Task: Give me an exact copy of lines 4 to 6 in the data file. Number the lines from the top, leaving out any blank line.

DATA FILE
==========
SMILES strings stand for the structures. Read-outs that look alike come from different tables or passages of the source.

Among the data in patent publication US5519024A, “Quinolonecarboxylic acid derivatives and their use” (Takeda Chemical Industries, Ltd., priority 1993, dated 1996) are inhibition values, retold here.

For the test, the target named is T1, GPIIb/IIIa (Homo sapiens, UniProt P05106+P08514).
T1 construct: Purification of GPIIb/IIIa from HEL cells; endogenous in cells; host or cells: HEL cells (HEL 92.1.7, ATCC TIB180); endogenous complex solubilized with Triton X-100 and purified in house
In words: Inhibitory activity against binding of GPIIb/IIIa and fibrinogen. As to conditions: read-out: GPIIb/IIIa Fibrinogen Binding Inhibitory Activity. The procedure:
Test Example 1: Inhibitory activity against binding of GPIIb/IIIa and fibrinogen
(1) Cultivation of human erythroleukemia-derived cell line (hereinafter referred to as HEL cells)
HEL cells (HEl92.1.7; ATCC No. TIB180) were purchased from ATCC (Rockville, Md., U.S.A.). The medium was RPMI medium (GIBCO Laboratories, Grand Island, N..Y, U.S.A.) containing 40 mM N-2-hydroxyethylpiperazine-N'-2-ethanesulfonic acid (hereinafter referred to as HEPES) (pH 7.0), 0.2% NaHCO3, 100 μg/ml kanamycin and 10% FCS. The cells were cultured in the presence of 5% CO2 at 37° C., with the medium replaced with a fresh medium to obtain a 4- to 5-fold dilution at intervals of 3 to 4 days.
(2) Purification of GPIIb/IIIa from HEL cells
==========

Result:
T1 construct: Purification of GPIIb/IIIa from HEL cells; endogenous in cells; host or cells: HEL cells (HEL 92.1.7, ATCC TIB180); endogenous complex solubilized with Triton X-100 and purified in house
In words: Inhibitory activity against binding of GPIIb/IIIa and fibrinogen. As to conditions: read-out: GPIIb/IIIa Fibrinogen Binding Inhibitory Activity. The procedure:
Test Example 1: Inhibitory activity against binding of GPIIb/IIIa and fibrinogen